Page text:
November 27, 2021

Terror-threat defendant acquitted

Jury finds former CHS student Jensen Schack not guilty of 2 felonies

Joe McIntyre/staff photographer

Joined by his mother Kimberly Harris, Jensen Schack is released from custody Thursday in Cortland.

A man charged with making terroristic threats was found not guilty Thursday in Cortland County Court.

Jensen Schack, 20, of Plymouth was charged March 3 with two counts of making terroristic threats, felonies. Police said Schack made three Snapchat posts March 1. The first showed his father, Allen Schack, firing an AR-15-style rifle with the caption “Cortland highschool (sic) watch out.” The second showed the rifle in a gun case with the caption “You want to take my guns? You better bring yours.” The final post was of Schack with the caption “that was a joke please don’t send the cops to my house.”

Schack testified the posts were a joke.

Schack’s mother, Kimberley Harris, smiled as she learned the verdict. She declined to comment. Schack has been in jail since March. He was released from the jail at 3:30 p.m.

“We went forward with a case we felt was necessary to be subjected to the process,” District Attorney Patrick Perfetti said. “We will stand by that verdict because it’s part of the process. At the end of the day, my office is served by a just verdict, whatever it may be.”

Judge Julie A. Campbell told the jurors that in order to convict, the prosecution had to show beyond reasonable doubt that Schack intended for the post to threaten Cortland High School and that by making the threat he intended to cause fear. Prosecutors also had to show Schack intended to communicate the threat of first-degree assault toward Cortland city police, Cortland County sheriff’s officers or state police with the intent to cause fear. It took the jury a little over two hours to find Schack not guilty.

Cortland County Assistant District Attorney Victoria Monty, in the prosecution’s closing arguments, said Schack knew the posts could go viral and posted them, anyway.

“Words have meaning,” Monty said several times, the same words Daley used in his opening arguments Tuesday.

“Words do have meaning,” she said. “The words that this defendant choose to caption that video with do have meaning.”

She also noted Schack’s character during his testimony was not the same as when he was in the police car with Cortland County sheriff’s Officer Mercedes Slade and during an interview with Lt. Todd Caufield.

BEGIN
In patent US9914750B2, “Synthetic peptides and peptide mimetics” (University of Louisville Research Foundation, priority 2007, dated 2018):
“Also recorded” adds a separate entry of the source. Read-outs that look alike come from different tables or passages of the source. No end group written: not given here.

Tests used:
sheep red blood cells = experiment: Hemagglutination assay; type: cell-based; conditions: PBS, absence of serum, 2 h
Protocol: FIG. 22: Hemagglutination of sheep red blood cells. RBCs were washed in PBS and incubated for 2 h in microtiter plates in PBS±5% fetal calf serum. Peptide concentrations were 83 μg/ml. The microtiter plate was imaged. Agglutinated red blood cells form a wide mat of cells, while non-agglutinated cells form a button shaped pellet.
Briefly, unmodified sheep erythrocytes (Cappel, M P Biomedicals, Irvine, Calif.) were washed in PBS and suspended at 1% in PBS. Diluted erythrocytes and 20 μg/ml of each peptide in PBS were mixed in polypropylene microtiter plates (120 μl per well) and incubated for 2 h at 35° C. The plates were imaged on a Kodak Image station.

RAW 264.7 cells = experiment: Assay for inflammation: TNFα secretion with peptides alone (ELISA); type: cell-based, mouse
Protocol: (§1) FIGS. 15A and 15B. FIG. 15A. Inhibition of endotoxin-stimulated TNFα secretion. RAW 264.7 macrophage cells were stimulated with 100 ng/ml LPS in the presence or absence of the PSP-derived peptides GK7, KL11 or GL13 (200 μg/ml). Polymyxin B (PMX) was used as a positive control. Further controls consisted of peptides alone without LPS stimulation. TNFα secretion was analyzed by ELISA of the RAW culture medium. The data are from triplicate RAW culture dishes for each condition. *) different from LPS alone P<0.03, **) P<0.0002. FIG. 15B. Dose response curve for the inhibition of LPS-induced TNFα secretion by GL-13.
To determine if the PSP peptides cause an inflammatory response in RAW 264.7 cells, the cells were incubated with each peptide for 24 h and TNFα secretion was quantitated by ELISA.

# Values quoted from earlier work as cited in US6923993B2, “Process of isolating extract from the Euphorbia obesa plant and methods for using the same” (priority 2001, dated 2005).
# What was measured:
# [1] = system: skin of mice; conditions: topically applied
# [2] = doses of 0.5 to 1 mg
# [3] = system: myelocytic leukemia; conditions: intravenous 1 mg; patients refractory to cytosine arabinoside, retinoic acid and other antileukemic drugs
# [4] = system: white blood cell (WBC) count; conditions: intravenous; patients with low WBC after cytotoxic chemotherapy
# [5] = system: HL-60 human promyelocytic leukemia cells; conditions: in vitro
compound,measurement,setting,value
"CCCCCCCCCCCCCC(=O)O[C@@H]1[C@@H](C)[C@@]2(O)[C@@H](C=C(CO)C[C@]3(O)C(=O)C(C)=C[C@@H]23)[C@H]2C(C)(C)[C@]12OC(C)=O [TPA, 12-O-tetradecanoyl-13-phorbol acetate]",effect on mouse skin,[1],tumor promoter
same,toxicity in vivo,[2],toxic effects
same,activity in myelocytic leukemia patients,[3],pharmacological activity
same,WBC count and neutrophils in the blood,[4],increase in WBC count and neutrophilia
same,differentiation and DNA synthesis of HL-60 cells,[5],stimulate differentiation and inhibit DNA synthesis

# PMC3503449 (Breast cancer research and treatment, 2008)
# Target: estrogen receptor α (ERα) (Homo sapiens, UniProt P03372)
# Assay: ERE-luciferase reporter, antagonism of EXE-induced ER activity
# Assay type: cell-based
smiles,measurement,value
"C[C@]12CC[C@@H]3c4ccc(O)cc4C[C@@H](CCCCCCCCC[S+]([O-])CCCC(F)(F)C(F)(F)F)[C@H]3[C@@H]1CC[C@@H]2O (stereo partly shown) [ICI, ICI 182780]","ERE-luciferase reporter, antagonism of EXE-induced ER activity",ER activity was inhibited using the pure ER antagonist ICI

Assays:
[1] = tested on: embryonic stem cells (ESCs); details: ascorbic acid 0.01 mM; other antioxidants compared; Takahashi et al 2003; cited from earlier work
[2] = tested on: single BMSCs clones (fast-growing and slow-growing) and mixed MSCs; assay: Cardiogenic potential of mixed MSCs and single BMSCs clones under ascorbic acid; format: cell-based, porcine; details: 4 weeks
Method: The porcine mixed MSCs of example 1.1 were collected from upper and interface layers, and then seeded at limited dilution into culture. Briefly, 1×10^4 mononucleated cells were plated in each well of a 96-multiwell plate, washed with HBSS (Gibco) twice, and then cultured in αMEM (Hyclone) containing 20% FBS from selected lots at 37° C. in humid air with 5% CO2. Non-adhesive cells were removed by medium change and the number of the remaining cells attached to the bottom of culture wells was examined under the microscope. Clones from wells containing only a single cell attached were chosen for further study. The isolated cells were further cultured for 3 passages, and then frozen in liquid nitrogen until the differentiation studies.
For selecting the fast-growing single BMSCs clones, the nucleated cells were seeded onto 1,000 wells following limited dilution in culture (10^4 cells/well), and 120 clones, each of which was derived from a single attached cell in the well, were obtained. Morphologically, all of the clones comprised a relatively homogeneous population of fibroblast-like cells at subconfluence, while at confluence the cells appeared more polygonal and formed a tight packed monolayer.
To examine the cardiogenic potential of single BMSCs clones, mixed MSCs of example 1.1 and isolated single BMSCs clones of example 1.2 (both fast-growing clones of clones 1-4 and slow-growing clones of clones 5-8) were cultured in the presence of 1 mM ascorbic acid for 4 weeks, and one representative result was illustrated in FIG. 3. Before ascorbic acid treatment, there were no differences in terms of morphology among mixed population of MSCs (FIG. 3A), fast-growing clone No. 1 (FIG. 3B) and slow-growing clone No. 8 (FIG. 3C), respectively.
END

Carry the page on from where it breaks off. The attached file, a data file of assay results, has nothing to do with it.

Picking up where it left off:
“During times of stress, our personality does not change,” she said. Schack’s use of vulgar, racist and homophobic slurs were intended. “Those are the words of an angry man who is full of rage and hatred.”

Monty also dismissed Schack’s statements that the posts were a joke. She listed several witnesses who testified, including the former classmate who notified police after seeing them.

“That then 14-year-old and her mother didn’t find it funny,” Monty said.

“The purpose of terrorism is to terrorize,” Monty said. “A fear-inducing threat alone may act as terrorism.”

“If this case is full of anything, it’s window-dressing and reasonable doubt,” defense attorney James Daley told jurors.

Schack’s Snapchat posts were made in a five- to 10-minute period, the last of which states: “That snap was a joke please don’t send the cops to my house.” Daly said that showed Schack did not intend them as threats.

“Within minutes of posting those first two snaps he posted a photo of himself saying it was a joke,” Daley said.

Daley said those posts could have been viewed in various ways, insinuating that it was possible Schack could have been warning people that his father was going to shoot up the school, instead of the other way around.

Daley said the sheriff’s office did not thoroughly consider all possible suspects.

“At no point did they express that Allen Schack was a threat,” Daley said.

Daley also said Schack’s statement in his second post — “if you want to take my guns, you better bring yours” — was Schack’s own acknowledgment of the Second Amendment and a common statement on social media.

Daley also focused his closing arguments on a drawing collected as evidence from a green composition notebook showing stick figures shooting at other stick figures with the word “Perry Brown” written on the page. Perry Brown was an intermediate school in Norwich Schack attended.

“Are you kidding me?” Daley said. “This, this is my client’s plan — his nefarious plan to conduct a mass shooting at Cortland High School?”

He said all the defense has proven is that Schack was immature, reckless and “not very funny.”

“Don’t let five minutes of horrible judgment ruin this young man’s life and make him a convicted felon,” Daley said. “Mistakes have the power to turn you into something better than you were, but mistakes also have the power to ruin someone’s life.”